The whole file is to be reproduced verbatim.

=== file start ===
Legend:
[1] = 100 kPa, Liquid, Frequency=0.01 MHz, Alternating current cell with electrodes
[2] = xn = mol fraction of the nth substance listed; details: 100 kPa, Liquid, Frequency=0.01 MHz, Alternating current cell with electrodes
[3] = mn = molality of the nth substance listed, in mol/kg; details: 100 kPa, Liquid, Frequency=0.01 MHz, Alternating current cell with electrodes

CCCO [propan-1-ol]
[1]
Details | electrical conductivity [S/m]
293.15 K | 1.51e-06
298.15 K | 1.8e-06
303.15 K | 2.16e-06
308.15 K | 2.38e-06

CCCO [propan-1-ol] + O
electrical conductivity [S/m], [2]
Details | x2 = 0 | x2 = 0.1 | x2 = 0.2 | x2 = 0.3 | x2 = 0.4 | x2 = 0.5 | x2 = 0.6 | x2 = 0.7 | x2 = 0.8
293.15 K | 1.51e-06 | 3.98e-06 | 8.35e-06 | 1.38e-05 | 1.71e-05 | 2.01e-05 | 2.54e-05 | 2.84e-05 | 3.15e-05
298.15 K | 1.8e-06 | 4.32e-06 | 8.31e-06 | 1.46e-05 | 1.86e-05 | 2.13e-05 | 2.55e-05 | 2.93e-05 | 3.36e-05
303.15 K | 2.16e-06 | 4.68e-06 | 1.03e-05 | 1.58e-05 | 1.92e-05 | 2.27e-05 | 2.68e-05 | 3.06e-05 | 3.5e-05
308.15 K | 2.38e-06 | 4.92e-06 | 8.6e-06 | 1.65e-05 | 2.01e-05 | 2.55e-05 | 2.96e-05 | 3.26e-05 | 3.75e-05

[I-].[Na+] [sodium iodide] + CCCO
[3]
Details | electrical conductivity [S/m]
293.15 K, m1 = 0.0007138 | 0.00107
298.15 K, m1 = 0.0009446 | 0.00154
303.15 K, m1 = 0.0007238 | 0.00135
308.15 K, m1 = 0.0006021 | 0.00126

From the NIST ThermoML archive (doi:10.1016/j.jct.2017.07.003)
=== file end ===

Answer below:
Legend:
[1] = 100 kPa, Liquid, Frequency=0.01 MHz, Alternating current cell with electrodes
[2] = xn = mol fraction of the nth substance listed; details: 100 kPa, Liquid, Frequency=0.01 MHz, Alternating current cell with electrodes
[3] = mn = molality of the nth substance listed, in mol/kg; details: 100 kPa, Liquid, Frequency=0.01 MHz, Alternating current cell with electrodes

CCCO [propan-1-ol]
[1]
Details | electrical conductivity [S/m]
293.15 K | 1.51e-06
298.15 K | 1.8e-06
303.15 K | 2.16e-06
308.15 K | 2.38e-06

CCCO [propan-1-ol] + O
electrical conductivity [S/m], [2]
Details | x2 = 0 | x2 = 0.1 | x2 = 0.2 | x2 = 0.3 | x2 = 0.4 | x2 = 0.5 | x2 = 0.6 | x2 = 0.7 | x2 = 0.8
293.15 K | 1.51e-06 | 3.98e-06 | 8.35e-06 | 1.38e-05 | 1.71e-05 | 2.01e-05 | 2.54e-05 | 2.84e-05 | 3.15e-05
298.15 K | 1.8e-06 | 4.32e-06 | 8.31e-06 | 1.46e-05 | 1.86e-05 | 2.13e-05 | 2.55e-05 | 2.93e-05 | 3.36e-05
303.15 K | 2.16e-06 | 4.68e-06 | 1.03e-05 | 1.58e-05 | 1.92e-05 | 2.27e-05 | 2.68e-05 | 3.06e-05 | 3.5e-05
308.15 K | 2.38e-06 | 4.92e-06 | 8.6e-06 | 1.65e-05 | 2.01e-05 | 2.55e-05 | 2.96e-05 | 3.26e-05 | 3.75e-05

[I-].[Na+] [sodium iodide] + CCCO
[3]
Details | electrical conductivity [S/m]
293.15 K, m1 = 0.0007138 | 0.00107
298.15 K, m1 = 0.0009446 | 0.00154
303.15 K, m1 = 0.0007238 | 0.00135
308.15 K, m1 = 0.0006021 | 0.00126

From the NIST ThermoML archive (doi:10.1016/j.jct.2017.07.003)